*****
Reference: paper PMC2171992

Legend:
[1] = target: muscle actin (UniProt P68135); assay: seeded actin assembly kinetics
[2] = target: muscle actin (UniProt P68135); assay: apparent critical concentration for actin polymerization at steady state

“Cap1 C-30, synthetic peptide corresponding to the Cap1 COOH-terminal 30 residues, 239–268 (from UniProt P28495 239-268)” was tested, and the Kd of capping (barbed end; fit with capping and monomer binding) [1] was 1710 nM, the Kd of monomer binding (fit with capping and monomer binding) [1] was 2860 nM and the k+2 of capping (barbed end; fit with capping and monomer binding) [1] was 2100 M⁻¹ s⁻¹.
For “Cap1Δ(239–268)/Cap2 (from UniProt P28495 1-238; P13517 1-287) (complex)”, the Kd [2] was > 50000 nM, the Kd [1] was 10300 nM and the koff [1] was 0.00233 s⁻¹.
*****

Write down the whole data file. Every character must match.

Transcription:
Reference: paper PMC2171992

Legend:
[1] = target: muscle actin (UniProt P68135); assay: seeded actin assembly kinetics
[2] = target: muscle actin (UniProt P68135); assay: apparent critical concentration for actin polymerization at steady state

“Cap1 C-30, synthetic peptide corresponding to the Cap1 COOH-terminal 30 residues, 239–268 (from UniProt P28495 239-268)” was tested, and the Kd of capping (barbed end; fit with capping and monomer binding) [1] was 1710 nM, the Kd of monomer binding (fit with capping and monomer binding) [1] was 2860 nM and the k+2 of capping (barbed end; fit with capping and monomer binding) [1] was 2100 M⁻¹ s⁻¹.
For “Cap1Δ(239–268)/Cap2 (from UniProt P28495 1-238; P13517 1-287) (complex)”, the Kd [2] was > 50000 nM, the Kd [1] was 10300 nM and the koff [1] was 0.00233 s⁻¹.